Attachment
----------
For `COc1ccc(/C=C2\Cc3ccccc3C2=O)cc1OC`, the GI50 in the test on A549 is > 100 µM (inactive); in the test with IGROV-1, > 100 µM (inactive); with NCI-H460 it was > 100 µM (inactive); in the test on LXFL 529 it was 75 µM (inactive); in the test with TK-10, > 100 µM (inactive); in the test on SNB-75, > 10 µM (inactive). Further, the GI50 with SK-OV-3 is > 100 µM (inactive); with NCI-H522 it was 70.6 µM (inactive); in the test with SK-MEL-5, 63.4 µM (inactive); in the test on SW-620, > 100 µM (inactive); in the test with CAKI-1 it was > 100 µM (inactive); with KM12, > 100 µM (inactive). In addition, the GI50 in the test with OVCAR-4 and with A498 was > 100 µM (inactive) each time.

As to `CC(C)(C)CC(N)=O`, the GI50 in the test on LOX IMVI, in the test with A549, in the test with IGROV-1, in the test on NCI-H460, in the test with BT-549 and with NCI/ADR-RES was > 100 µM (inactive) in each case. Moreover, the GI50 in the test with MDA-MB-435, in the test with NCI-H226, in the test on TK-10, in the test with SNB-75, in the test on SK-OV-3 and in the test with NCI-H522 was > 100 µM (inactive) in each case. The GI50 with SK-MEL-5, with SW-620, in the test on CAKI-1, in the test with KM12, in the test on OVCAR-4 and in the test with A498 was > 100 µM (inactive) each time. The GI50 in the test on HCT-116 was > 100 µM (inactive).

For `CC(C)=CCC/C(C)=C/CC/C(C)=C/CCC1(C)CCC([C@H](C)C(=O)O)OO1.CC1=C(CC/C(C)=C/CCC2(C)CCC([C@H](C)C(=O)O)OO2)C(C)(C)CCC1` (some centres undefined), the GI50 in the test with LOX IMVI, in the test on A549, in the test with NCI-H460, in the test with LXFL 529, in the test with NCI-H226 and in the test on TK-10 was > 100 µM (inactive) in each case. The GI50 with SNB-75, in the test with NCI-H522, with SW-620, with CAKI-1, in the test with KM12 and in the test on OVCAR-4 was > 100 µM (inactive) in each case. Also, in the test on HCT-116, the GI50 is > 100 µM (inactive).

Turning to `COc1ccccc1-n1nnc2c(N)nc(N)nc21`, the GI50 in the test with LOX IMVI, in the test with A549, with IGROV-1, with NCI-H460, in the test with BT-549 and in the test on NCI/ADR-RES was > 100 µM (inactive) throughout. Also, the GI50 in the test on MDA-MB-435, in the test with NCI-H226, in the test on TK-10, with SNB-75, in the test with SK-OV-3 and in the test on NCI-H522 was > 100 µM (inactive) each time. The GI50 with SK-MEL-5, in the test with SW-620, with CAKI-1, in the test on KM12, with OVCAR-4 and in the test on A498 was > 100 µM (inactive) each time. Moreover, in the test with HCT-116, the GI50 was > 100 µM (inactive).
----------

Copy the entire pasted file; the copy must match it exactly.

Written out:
For `COc1ccc(/C=C2\Cc3ccccc3C2=O)cc1OC`, the GI50 in the test on A549 is > 100 µM (inactive); in the test with IGROV-1, > 100 µM (inactive); with NCI-H460 it was > 100 µM (inactive); in the test on LXFL 529 it was 75 µM (inactive); in the test with TK-10, > 100 µM (inactive); in the test on SNB-75, > 10 µM (inactive). Further, the GI50 with SK-OV-3 is > 100 µM (inactive); with NCI-H522 it was 70.6 µM (inactive); in the test with SK-MEL-5, 63.4 µM (inactive); in the test on SW-620, > 100 µM (inactive); in the test with CAKI-1 it was > 100 µM (inactive); with KM12, > 100 µM (inactive). In addition, the GI50 in the test with OVCAR-4 and with A498 was > 100 µM (inactive) each time.

As to `CC(C)(C)CC(N)=O`, the GI50 in the test on LOX IMVI, in the test with A549, in the test with IGROV-1, in the test on NCI-H460, in the test with BT-549 and with NCI/ADR-RES was > 100 µM (inactive) in each case. Moreover, the GI50 in the test with MDA-MB-435, in the test with NCI-H226, in the test on TK-10, in the test with SNB-75, in the test on SK-OV-3 and in the test with NCI-H522 was > 100 µM (inactive) in each case. The GI50 with SK-MEL-5, with SW-620, in the test on CAKI-1, in the test with KM12, in the test on OVCAR-4 and in the test with A498 was > 100 µM (inactive) each time. The GI50 in the test on HCT-116 was > 100 µM (inactive).

For `CC(C)=CCC/C(C)=C/CC/C(C)=C/CCC1(C)CCC([C@H](C)C(=O)O)OO1.CC1=C(CC/C(C)=C/CCC2(C)CCC([C@H](C)C(=O)O)OO2)C(C)(C)CCC1` (some centres undefined), the GI50 in the test with LOX IMVI, in the test on A549, in the test with NCI-H460, in the test with LXFL 529, in the test with NCI-H226 and in the test on TK-10 was > 100 µM (inactive) in each case. The GI50 with SNB-75, in the test with NCI-H522, with SW-620, with CAKI-1, in the test with KM12 and in the test on OVCAR-4 was > 100 µM (inactive) in each case. Also, in the test on HCT-116, the GI50 is > 100 µM (inactive).

Turning to `COc1ccccc1-n1nnc2c(N)nc(N)nc21`, the GI50 in the test with LOX IMVI, in the test with A549, with IGROV-1, with NCI-H460, in the test with BT-549 and in the test on NCI/ADR-RES was > 100 µM (inactive) throughout. Also, the GI50 in the test on MDA-MB-435, in the test with NCI-H226, in the test on TK-10, with SNB-75, in the test with SK-OV-3 and in the test on NCI-H522 was > 100 µM (inactive) each time. The GI50 with SK-MEL-5, in the test with SW-620, with CAKI-1, in the test on KM12, with OVCAR-4 and in the test on A498 was > 100 µM (inactive) each time. Moreover, in the test with HCT-116, the GI50 was > 100 µM (inactive).